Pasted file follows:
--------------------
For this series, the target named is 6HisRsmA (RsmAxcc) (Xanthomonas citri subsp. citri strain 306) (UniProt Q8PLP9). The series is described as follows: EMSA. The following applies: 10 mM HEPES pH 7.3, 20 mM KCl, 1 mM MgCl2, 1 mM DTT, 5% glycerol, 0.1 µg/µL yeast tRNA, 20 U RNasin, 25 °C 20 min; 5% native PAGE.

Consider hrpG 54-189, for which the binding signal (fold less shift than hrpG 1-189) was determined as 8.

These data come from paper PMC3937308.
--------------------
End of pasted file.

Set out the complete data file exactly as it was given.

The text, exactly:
For this series, the target named is 6HisRsmA (RsmAxcc) (Xanthomonas citri subsp. citri strain 306) (UniProt Q8PLP9). The series is described as follows: EMSA. The following applies: 10 mM HEPES pH 7.3, 20 mM KCl, 1 mM MgCl2, 1 mM DTT, 5% glycerol, 0.1 µg/µL yeast tRNA, 20 U RNasin, 25 °C 20 min; 5% native PAGE.

Consider hrpG 54-189, for which the binding signal (fold less shift than hrpG 1-189) was determined as 8.

These data come from paper PMC3937308.